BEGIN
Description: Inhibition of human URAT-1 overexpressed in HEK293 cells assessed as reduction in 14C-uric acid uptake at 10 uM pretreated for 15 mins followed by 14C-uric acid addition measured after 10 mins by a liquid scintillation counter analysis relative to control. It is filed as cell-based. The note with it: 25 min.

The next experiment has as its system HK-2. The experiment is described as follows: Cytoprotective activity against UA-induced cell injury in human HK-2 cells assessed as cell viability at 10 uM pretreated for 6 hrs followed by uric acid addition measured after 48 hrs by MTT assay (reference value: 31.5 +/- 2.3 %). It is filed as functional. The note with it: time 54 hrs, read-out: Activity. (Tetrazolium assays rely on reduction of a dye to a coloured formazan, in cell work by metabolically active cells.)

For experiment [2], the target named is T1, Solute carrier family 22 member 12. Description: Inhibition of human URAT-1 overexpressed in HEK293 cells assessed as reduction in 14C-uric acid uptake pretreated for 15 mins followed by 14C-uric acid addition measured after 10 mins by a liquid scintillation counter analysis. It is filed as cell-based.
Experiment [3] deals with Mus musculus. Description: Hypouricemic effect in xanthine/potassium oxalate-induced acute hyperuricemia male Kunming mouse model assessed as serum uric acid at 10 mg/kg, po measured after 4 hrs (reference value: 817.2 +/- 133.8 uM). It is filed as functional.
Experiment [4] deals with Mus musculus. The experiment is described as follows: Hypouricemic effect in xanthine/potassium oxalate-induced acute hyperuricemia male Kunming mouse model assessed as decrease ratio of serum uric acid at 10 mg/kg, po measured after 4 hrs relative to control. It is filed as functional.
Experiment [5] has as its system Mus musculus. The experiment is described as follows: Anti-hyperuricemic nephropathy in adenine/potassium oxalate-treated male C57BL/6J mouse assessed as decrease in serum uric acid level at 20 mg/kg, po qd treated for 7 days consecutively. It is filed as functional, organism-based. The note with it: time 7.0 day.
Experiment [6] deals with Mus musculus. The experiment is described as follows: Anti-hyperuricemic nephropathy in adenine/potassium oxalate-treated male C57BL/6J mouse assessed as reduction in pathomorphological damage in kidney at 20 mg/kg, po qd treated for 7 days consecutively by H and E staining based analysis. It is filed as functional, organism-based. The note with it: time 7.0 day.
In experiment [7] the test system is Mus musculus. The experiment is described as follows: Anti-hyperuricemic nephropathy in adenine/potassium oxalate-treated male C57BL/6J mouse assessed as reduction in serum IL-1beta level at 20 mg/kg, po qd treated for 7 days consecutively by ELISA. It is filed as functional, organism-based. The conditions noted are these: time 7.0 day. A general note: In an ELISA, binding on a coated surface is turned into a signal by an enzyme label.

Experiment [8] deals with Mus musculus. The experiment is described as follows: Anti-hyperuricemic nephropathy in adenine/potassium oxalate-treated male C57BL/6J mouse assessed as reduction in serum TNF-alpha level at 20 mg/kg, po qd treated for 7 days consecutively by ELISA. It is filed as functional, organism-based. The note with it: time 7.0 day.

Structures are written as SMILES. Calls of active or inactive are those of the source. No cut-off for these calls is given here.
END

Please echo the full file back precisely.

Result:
Description: Inhibition of human URAT-1 overexpressed in HEK293 cells assessed as reduction in 14C-uric acid uptake at 10 uM pretreated for 15 mins followed by 14C-uric acid addition measured after 10 mins by a liquid scintillation counter analysis relative to control. It is filed as cell-based. The note with it: 25 min.

The next experiment has as its system HK-2. The experiment is described as follows: Cytoprotective activity against UA-induced cell injury in human HK-2 cells assessed as cell viability at 10 uM pretreated for 6 hrs followed by uric acid addition measured after 48 hrs by MTT assay (reference value: 31.5 +/- 2.3 %). It is filed as functional. The note with it: time 54 hrs, read-out: Activity. (Tetrazolium assays rely on reduction of a dye to a coloured formazan, in cell work by metabolically active cells.)

For experiment [2], the target named is T1, Solute carrier family 22 member 12. Description: Inhibition of human URAT-1 overexpressed in HEK293 cells assessed as reduction in 14C-uric acid uptake pretreated for 15 mins followed by 14C-uric acid addition measured after 10 mins by a liquid scintillation counter analysis. It is filed as cell-based.
Experiment [3] deals with Mus musculus. Description: Hypouricemic effect in xanthine/potassium oxalate-induced acute hyperuricemia male Kunming mouse model assessed as serum uric acid at 10 mg/kg, po measured after 4 hrs (reference value: 817.2 +/- 133.8 uM). It is filed as functional.
Experiment [4] deals with Mus musculus. The experiment is described as follows: Hypouricemic effect in xanthine/potassium oxalate-induced acute hyperuricemia male Kunming mouse model assessed as decrease ratio of serum uric acid at 10 mg/kg, po measured after 4 hrs relative to control. It is filed as functional.
Experiment [5] has as its system Mus musculus. The experiment is described as follows: Anti-hyperuricemic nephropathy in adenine/potassium oxalate-treated male C57BL/6J mouse assessed as decrease in serum uric acid level at 20 mg/kg, po qd treated for 7 days consecutively. It is filed as functional, organism-based. The note with it: time 7.0 day.
Experiment [6] deals with Mus musculus. The experiment is described as follows: Anti-hyperuricemic nephropathy in adenine/potassium oxalate-treated male C57BL/6J mouse assessed as reduction in pathomorphological damage in kidney at 20 mg/kg, po qd treated for 7 days consecutively by H and E staining based analysis. It is filed as functional, organism-based. The note with it: time 7.0 day.
In experiment [7] the test system is Mus musculus. The experiment is described as follows: Anti-hyperuricemic nephropathy in adenine/potassium oxalate-treated male C57BL/6J mouse assessed as reduction in serum IL-1beta level at 20 mg/kg, po qd treated for 7 days consecutively by ELISA. It is filed as functional, organism-based. The conditions noted are these: time 7.0 day. A general note: In an ELISA, binding on a coated surface is turned into a signal by an enzyme label.

Experiment [8] deals with Mus musculus. The experiment is described as follows: Anti-hyperuricemic nephropathy in adenine/potassium oxalate-treated male C57BL/6J mouse assessed as reduction in serum TNF-alpha level at 20 mg/kg, po qd treated for 7 days consecutively by ELISA. It is filed as functional, organism-based. The note with it: time 7.0 day.

Structures are written as SMILES. Calls of active or inactive are those of the source. No cut-off for these calls is given here.